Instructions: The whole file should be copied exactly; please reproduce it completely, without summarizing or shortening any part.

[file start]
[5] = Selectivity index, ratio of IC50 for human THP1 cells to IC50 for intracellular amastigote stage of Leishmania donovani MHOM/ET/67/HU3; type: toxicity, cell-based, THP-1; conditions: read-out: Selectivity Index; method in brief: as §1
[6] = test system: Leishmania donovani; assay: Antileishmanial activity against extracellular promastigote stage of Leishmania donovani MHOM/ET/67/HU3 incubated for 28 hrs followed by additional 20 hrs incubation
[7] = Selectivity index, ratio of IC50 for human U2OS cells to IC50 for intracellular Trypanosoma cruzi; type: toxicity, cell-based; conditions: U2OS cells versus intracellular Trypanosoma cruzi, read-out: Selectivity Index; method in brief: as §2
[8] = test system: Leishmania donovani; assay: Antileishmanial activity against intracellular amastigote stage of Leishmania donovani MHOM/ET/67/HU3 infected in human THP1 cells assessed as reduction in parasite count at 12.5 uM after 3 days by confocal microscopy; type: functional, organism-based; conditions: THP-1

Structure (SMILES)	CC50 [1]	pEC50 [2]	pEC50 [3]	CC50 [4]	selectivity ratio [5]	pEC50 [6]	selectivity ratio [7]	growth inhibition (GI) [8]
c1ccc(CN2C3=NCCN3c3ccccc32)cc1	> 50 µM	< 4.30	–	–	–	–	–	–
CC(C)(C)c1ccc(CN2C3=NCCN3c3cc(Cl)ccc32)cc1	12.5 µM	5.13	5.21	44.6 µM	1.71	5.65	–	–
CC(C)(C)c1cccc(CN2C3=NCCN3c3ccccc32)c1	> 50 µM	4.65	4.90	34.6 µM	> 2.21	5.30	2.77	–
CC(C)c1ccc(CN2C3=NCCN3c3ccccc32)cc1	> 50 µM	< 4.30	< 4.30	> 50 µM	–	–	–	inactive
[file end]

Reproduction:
[5] = Selectivity index, ratio of IC50 for human THP1 cells to IC50 for intracellular amastigote stage of Leishmania donovani MHOM/ET/67/HU3; type: toxicity, cell-based, THP-1; conditions: read-out: Selectivity Index; method in brief: as §1
[6] = test system: Leishmania donovani; assay: Antileishmanial activity against extracellular promastigote stage of Leishmania donovani MHOM/ET/67/HU3 incubated for 28 hrs followed by additional 20 hrs incubation
[7] = Selectivity index, ratio of IC50 for human U2OS cells to IC50 for intracellular Trypanosoma cruzi; type: toxicity, cell-based; conditions: U2OS cells versus intracellular Trypanosoma cruzi, read-out: Selectivity Index; method in brief: as §2
[8] = test system: Leishmania donovani; assay: Antileishmanial activity against intracellular amastigote stage of Leishmania donovani MHOM/ET/67/HU3 infected in human THP1 cells assessed as reduction in parasite count at 12.5 uM after 3 days by confocal microscopy; type: functional, organism-based; conditions: THP-1

Structure (SMILES)	CC50 [1]	pEC50 [2]	pEC50 [3]	CC50 [4]	selectivity ratio [5]	pEC50 [6]	selectivity ratio [7]	growth inhibition (GI) [8]
c1ccc(CN2C3=NCCN3c3ccccc32)cc1	> 50 µM	< 4.30	–	–	–	–	–	–
CC(C)(C)c1ccc(CN2C3=NCCN3c3cc(Cl)ccc32)cc1	12.5 µM	5.13	5.21	44.6 µM	1.71	5.65	–	–
CC(C)(C)c1cccc(CN2C3=NCCN3c3ccccc32)c1	> 50 µM	4.65	4.90	34.6 µM	> 2.21	5.30	2.77	–
CC(C)c1ccc(CN2C3=NCCN3c3ccccc32)cc1	> 50 µM	< 4.30	< 4.30	> 50 µM	–	–	–	inactive